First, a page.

The appeal of buying a winter parka is very real – you can imagine yourself as an explorer, hiking through vast canyons in knee-deep snow, living off of canned food and the warmth of your fire, and taking in life to the fullest.
The reality of it? You’re probably considering buying a winter coat, and parkas look cool. They have their uses, but it’s important to determine if a parka will actually be useful for you, or weigh you down – literally.
What makes a good parka?
A parka is a big coat with a lot of insulation. It usually extends past your waist, and 99% of the time, it’s hooded.
Because of its size and the amount of insulation, a parka is heavy. We’re not talking a big winter coat, here – we’re talking an enormous winter coat that will have a noticeable weight to it. You can’t just take it off and toss it over your shoulder.
A normal winter coat will have a couple ounces of insulation, whereas a parka will have substantially more than that – over a pound in most cases, which is 16 ounces. That might not seem like a lot in itself, but when you factor in the rest of the coat aside from the lining, you end up with something that’s heavy compared to the rest of your wardrobe.
Is this a good thing or a bad thing?
The weight and size of the parka is unmatched in terms of warmth and consistency. A lighter winter coat might be fine in mild winters, but during those blazing snowstorms where you can’t even get out of your driveway without doing a half hour of shoveling, they’ll protect you fully. You don’t risk snow infiltrating your outer layer at all.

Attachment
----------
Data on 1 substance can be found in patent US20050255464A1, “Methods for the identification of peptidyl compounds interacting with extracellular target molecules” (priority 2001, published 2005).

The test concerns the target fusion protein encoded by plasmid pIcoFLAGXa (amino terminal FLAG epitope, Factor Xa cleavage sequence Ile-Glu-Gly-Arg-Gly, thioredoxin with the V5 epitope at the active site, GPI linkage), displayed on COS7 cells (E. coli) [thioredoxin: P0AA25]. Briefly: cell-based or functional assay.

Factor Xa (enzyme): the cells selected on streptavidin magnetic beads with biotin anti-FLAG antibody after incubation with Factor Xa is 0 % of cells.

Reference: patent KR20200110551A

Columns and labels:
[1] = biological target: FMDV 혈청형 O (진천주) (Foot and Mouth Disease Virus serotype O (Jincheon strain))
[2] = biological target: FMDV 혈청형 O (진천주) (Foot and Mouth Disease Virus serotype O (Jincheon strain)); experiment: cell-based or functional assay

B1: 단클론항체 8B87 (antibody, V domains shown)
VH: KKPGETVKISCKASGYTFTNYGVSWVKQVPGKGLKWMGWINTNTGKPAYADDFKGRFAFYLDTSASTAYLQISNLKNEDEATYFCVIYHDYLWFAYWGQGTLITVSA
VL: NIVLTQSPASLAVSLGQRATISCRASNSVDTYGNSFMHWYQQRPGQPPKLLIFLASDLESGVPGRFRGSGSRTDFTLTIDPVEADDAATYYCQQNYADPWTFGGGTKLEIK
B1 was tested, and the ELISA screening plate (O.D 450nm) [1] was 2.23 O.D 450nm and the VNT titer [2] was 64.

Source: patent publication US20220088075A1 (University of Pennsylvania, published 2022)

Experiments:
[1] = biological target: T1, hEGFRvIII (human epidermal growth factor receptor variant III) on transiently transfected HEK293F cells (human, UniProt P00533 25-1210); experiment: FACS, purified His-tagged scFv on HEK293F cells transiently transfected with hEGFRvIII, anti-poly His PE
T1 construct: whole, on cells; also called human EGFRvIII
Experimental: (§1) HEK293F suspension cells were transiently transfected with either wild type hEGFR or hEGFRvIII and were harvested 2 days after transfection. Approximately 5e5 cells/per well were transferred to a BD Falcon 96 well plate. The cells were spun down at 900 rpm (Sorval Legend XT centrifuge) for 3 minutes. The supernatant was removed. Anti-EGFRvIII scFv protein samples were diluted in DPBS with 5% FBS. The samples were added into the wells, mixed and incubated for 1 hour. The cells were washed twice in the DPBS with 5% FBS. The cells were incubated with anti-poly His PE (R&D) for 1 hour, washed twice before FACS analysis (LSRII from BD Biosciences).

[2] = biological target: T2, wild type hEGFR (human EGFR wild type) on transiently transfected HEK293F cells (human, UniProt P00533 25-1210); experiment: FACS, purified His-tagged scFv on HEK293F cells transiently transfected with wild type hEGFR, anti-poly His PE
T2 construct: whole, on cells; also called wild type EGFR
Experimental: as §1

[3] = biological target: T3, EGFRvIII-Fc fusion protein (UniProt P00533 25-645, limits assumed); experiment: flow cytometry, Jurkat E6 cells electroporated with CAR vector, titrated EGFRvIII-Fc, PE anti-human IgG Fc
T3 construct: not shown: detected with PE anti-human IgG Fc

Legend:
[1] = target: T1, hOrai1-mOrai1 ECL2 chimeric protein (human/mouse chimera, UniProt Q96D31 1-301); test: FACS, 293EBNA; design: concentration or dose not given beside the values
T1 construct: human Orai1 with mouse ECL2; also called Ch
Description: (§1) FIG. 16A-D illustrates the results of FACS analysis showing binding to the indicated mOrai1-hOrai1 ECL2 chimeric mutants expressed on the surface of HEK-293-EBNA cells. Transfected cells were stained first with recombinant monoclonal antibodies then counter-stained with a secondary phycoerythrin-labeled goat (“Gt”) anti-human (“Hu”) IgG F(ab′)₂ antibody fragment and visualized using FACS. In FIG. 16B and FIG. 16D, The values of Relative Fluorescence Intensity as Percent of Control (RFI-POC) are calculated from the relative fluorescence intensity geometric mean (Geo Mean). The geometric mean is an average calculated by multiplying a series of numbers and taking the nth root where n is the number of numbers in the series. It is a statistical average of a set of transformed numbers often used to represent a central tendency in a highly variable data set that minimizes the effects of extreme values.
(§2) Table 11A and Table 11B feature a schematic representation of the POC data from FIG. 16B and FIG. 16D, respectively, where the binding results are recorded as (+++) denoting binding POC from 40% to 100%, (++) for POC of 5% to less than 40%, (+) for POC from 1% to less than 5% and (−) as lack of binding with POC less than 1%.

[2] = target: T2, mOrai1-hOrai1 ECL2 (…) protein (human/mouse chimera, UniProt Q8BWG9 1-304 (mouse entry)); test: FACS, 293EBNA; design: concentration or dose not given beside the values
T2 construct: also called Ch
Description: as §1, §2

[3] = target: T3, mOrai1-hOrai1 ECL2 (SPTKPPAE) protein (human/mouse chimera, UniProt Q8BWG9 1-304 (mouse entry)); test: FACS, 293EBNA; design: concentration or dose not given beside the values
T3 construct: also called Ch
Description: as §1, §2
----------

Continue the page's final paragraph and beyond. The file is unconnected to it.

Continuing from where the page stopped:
But it’s not something that you throw on willy-nilly. Let’s imagine that you’re going out on the town, and it’s freezing outside. You put on your parka on top of your button up Polo shirt, and you’re completely warm until you enter wherever you’re going – maybe it’s a bar, or a restaurant, or a club… whatever.
Suddenly, you’re faced with a problem. You now have this hulk of a coat following you around all night. Most chairs won’t be able to hold it without it touching the ground, and you’ll look like a buffoon trying to finagle it with whatever else you’re doing.
The conclusion: why you’d get a parka
You want a parka for those circumstances that call for it, but nothing less than that.
If you live in a cold region and you get cold winters for a considerable amount of the year, then a parka is right up your alley. In fact, most of the people around you will be rocking them, so there will be accommodations for them – a coat room, for example.
But if you’re in a warmer climate and considering it for the “look”, don’t pull the trigger. You’ll end up with something that you never wear because of its bulkiness.